US financials are tumbling after The Fed proposed a rule that would limit banks with $500 bln or more of assets from having net credit exposure to a “major counterparty” in excess of 15% of the lender’s tier 1 capital. Bloomberg reports that The Fed's governors plan to vote today on the proposal. The implications of this are significant in that it will force some banks to unwind exposures and delever against one another (most notably with potential affect the repo market which governs much of the liquidity transmission mechanisms). Guggenheim's Jaret Seiberg warns the proposal is likely to be "stringent," though less onerous than the Dec 2011 proposal... which Goldman Sachs more specifically warned that it could destroy 300,000 jobs.
- Shares fall on G20 disappointment, Fed hike worries (Reuters)
- China cuts reserve requirement ratio for fifth time since Feb. 2015 (Reuters)
- China Stocks Tumble Toward 15-Month Low as Stimulus Bets Unwind (BBG)
- S&P 500 Futures Signal 2nd Day of Stock Losses; Valeant Slides (BBG)
- Valeant fundamental risks are too severe to suggest the stock is poised for a lasting rebound (WSJ)
It is now all up to the ECB: "If they lowball or grudgingly meet expectations, we could face another December 4 move because market participants will see it as the equivalent of a ‘last ease in the cycle announcement’, basically ECB throwing in the towel. If they move aggressively they will catch market off guard and unwind the view that policymakers see themselves as powerless."
Why Traders Are Frustrated: "At Any Given Time There Are No Rational Explanations For What’s Going On"Submitted by Tyler Durden on 02/25/2016 12:34 -0400
"A casualty of this current volatility is that at any given time there are no rational explanations for what’s going on. Back and forth swings of meaningful proportion are characterized, by necessity, with a random reason generator. If we don’t do so we’d have to admit to a much deeper systemic defect."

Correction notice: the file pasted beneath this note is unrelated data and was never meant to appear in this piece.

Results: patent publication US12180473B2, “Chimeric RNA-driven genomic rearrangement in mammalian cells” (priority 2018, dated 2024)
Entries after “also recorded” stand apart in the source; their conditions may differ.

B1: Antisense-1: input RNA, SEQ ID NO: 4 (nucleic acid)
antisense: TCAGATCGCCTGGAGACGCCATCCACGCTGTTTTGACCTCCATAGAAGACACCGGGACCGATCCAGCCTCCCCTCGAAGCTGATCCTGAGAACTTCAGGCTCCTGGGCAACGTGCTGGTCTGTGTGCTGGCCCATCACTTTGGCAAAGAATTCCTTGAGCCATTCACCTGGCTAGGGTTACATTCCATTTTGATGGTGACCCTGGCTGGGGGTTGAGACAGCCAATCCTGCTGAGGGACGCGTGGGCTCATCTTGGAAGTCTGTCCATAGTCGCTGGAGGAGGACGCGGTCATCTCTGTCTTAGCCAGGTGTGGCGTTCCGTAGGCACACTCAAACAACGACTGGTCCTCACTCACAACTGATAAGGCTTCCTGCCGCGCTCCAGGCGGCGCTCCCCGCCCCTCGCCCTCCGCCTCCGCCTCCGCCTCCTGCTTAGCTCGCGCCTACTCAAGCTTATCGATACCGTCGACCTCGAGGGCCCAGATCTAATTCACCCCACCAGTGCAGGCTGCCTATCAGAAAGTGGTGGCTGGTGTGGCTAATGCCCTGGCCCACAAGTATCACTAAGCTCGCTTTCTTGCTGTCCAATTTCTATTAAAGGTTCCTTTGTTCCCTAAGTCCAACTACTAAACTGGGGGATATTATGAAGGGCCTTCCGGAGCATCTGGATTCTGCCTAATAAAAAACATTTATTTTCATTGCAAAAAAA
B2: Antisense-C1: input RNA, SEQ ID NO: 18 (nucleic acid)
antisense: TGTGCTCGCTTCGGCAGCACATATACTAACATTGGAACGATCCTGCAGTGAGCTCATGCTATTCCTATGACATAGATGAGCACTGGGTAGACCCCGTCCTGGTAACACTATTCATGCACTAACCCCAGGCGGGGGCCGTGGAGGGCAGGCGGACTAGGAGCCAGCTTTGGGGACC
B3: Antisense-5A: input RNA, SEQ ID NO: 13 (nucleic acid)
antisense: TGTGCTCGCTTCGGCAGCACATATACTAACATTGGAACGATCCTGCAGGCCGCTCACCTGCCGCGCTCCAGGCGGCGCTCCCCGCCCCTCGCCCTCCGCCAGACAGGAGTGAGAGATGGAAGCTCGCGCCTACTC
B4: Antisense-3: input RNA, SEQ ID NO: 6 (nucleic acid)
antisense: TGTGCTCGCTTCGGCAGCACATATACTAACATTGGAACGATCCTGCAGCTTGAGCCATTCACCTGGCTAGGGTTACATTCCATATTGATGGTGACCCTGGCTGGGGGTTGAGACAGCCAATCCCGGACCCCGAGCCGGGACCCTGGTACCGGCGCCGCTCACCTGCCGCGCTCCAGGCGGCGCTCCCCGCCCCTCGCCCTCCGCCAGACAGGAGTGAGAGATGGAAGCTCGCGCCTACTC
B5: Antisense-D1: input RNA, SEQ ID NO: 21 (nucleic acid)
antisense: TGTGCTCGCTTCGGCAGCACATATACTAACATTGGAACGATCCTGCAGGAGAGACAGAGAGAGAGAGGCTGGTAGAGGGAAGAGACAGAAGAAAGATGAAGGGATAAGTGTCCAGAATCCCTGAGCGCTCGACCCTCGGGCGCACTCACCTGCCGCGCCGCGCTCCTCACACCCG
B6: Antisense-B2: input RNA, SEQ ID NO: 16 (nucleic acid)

"We have come to the point in Japanese monetary policy—and soon perhaps in the West—where it is hard to tell sense from nonsense."
When a leading nominee for President gets something exactly right, we should applaud them for it. In this case, Donald Trump’s call to audit the Federal Reserve is dead on correct. Most Americans don’t realize this, but the Federal Reserve has far more power over the economy than anyone else does – including Barack Obama. The funny thing is that the Federal Reserve is not even part of the federal government. It is an independent private central bank that was designed by very powerful Wall Street interests a little over 100 years ago. It is at the heart of the debt-based financial system which is eating away at America like cancer, and it has no direct accountability to the American people whatsoever.
WTI crude prices are up almost 6% this morning with April (the new front-month) trading above $33.50 - testing post-DOE plunge stops. The irony of the ramp is that it comes amid terrible global PMIs (demand), a report from IEA of oil staying in glut for longer than expected (supply), and warnings from Abu Dhabi's biggest bank that $20 oil is possible. Oh well, we are sure the algos know what they are doing... despite veterans of the 1980s oil glut warning it could take 7 to 10 years to emerge from the current slump.